Yesterday, we made a road trip up north of Cologne to meet another legendary racer, Willi Kauhsen. Willi raced many times in the US so his English was better than ours in some cases. As we listened to him describe racing 917s or taking government officials for rides through city streets his seasoned perspective and sense of humor merged so powerfully that he had tears streaming down our cheeks. Kauhsen drove in 1970 and 1971 for the "alternate" Porsche factory team, the one run out of Salzburg, Austria, by Ferry Porsche's sister, Louise Piech (Ferdinand’s mother). Kauhsen watched time and again as Porsche racing engineers made suggestions and recommendations to the official factory Gulf-sponsored team run by John Wyer. But Wyer had his own engineers and his own ideas so Porsche’s internal thinking was generally applied to Porsche Salzburg, and often the two teams competed against one another, both for resources and for race victories. Kauhsen’s stories of how this worked contributed a lot to my understanding of how Porsche racing functioned from the mid-1960s to the mid-1970s.
When I wrote my first Porsche book in the early 1990s, Porsche Legends, many people I met told me I should interview Gunther Steckkonig. I missed him then, and again, and again, until this morning. He was worth the wait. Steckkonig started at Porsche in 1953 as a mechanic, but one with special talents. A few of his bosses watched him and pushed him. Eventually, he was pushed out of Porsche's door to learn from Mercedes-Benz so Porsche could hire him back with experience different from every other Porsche mechanic. "In that time," he told us, "technical specialists did the whole car. That gave us a big volume of knowledge." That vast wealth of information turned him into a technician and a consummate racing and test driver who held the record at Weissach's test track many times in many different cars. One of his most interesting experiences was an 84-hour endurance race that started in Liege, Belgium, went to the Nürburgring to run 10,000 kilometers, and ended back in Liege. He brought with him the final engineering report on that event, itself a "big volume of knowledge", that particularly appealed to my colleague on this project, Jerry Reilly. Jerry owns the Marathon-winning car from that year, and in Steckkonig, he found answers to dozens of long-vexing questions about his car.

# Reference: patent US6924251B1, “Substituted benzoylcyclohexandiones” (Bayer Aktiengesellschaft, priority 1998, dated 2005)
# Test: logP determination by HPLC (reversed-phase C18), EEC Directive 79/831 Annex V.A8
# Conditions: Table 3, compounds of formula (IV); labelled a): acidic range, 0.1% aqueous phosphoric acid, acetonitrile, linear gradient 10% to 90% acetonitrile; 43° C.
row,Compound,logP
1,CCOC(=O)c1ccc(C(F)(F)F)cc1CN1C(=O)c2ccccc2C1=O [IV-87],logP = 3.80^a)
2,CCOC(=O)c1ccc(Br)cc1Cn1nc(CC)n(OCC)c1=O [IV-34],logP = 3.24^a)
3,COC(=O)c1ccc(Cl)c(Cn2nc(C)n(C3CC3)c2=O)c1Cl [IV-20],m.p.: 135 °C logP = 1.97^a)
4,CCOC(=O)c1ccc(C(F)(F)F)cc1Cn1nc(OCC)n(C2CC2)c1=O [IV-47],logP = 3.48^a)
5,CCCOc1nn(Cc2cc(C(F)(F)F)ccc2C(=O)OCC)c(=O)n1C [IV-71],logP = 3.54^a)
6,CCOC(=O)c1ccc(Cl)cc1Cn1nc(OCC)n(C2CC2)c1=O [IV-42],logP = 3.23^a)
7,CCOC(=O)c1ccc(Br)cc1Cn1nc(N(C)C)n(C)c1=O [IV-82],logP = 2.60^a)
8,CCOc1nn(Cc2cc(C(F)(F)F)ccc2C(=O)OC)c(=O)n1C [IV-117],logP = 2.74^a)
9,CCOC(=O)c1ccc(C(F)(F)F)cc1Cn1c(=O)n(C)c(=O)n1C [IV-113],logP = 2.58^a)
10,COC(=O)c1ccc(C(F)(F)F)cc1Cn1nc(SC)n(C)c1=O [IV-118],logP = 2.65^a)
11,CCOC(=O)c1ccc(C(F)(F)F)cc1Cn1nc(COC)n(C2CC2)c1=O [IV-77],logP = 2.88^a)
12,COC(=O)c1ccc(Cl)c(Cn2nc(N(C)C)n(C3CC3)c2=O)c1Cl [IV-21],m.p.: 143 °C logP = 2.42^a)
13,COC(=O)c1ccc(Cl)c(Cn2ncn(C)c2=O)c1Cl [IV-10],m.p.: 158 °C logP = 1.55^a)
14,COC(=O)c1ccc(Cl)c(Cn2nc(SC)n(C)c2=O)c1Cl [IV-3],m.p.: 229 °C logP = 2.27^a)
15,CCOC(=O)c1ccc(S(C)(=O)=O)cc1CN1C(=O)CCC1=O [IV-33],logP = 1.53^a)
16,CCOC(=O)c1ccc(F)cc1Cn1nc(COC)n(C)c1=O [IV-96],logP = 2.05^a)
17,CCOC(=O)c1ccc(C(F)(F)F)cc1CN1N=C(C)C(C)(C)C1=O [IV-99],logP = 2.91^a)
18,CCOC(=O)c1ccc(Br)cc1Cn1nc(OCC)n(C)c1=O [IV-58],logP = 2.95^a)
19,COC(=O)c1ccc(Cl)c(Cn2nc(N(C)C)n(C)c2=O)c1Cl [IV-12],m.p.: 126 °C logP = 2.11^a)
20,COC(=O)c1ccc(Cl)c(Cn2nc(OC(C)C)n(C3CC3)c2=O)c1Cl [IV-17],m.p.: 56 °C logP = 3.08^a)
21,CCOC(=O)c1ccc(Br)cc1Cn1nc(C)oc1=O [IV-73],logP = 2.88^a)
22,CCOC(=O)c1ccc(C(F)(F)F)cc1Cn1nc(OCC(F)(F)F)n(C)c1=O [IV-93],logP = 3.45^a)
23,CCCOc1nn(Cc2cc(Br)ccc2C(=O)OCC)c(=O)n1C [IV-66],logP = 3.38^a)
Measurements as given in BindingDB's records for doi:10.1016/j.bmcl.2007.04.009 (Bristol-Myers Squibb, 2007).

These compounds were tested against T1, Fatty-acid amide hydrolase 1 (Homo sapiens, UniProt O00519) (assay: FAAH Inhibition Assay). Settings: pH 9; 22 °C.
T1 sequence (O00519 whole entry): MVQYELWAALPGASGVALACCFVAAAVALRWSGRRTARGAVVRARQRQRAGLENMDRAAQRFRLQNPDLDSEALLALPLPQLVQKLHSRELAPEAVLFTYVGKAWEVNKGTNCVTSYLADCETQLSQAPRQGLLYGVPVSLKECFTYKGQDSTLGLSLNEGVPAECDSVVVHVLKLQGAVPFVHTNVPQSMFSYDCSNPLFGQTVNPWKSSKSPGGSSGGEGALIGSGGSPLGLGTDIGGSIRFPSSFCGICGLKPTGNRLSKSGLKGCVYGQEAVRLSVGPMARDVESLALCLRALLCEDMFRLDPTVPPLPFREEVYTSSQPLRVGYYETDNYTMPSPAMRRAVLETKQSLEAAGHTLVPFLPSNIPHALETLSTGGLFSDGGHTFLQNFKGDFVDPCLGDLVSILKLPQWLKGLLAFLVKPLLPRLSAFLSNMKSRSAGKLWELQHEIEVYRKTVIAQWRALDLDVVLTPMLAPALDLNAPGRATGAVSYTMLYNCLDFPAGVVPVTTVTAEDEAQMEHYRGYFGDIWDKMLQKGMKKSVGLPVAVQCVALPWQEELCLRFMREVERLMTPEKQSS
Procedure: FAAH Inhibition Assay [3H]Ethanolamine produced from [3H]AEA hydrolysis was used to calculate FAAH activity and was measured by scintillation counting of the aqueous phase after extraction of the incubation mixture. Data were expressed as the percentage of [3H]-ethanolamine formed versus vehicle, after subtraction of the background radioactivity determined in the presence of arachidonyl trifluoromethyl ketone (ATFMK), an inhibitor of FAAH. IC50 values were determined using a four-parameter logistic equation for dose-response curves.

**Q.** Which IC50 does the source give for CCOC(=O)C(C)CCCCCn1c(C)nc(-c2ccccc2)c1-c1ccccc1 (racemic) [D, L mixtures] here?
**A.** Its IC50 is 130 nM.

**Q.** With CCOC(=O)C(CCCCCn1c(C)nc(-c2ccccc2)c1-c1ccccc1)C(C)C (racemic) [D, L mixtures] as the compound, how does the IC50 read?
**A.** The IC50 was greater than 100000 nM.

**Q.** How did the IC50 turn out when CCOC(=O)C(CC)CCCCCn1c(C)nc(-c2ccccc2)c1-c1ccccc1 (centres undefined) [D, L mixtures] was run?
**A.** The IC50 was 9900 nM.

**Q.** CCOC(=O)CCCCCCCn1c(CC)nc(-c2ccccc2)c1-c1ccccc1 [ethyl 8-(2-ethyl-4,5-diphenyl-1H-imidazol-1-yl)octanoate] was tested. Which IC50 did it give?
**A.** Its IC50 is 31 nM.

We ended the day with an old friend, Norbert Singer. Norbert is one of the most creative racing engineers anywhere in motorsports. Not only is he extremely imaginative but he also has a particular talent when it comes to reading racing regulations. He can understand not only what is specified but also what is not. As a result, many of his cars in past years have pushed the technical boundaries of what a car could be and do at that moment. I've interviewed him three times before but always left with some questions unanswered or some holes in those things we covered. This was the opportunity to tie up loose ends and Norbert generously walked us through obscure bits of his history for more than two-and-a-half hours. What we learned could—well, it will—fill a book.
Tomorrow, Saturday, we're off to inspect the competition. We'll visit Audi's museum in Ingolstadt on Saturday, and head down to Munich on Sunday to see the German Transportation Museum which has a special exhibition right now on the history of motorsports.
I promise I'll take lots of pictures.